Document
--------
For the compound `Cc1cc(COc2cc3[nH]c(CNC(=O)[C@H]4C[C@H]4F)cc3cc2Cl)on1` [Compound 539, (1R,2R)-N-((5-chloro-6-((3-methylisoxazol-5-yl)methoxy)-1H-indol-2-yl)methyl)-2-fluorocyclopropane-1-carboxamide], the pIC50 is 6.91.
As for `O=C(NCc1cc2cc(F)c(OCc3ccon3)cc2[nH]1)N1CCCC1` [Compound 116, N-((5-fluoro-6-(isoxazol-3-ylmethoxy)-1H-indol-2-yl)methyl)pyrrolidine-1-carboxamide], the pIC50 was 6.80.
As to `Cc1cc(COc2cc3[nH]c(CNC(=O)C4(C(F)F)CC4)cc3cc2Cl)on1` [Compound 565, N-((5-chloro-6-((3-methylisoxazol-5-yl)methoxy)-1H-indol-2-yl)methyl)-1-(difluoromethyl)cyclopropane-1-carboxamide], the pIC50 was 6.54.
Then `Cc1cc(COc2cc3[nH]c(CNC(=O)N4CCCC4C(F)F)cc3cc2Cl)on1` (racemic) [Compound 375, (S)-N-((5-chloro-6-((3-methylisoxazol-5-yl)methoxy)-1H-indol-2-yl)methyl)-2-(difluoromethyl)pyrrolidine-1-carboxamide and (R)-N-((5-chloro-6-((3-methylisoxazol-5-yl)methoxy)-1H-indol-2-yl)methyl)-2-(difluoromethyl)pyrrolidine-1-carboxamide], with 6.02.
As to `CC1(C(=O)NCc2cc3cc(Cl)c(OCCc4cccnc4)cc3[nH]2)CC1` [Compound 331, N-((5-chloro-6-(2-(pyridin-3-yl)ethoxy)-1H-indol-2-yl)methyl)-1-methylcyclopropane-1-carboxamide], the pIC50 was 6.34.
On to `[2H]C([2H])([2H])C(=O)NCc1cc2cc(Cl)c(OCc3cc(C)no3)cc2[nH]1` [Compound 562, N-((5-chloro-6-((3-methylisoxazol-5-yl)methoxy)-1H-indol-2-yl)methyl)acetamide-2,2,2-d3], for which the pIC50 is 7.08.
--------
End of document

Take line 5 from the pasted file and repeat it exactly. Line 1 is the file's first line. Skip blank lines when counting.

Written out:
As to `CC1(C(=O)NCc2cc3cc(Cl)c(OCCc4cccnc4)cc3[nH]2)CC1` [Compound 331, N-((5-chloro-6-(2-(pyridin-3-yl)ethoxy)-1H-indol-2-yl)methyl)-1-methylcyclopropane-1-carboxamide], the pIC50 was 6.34.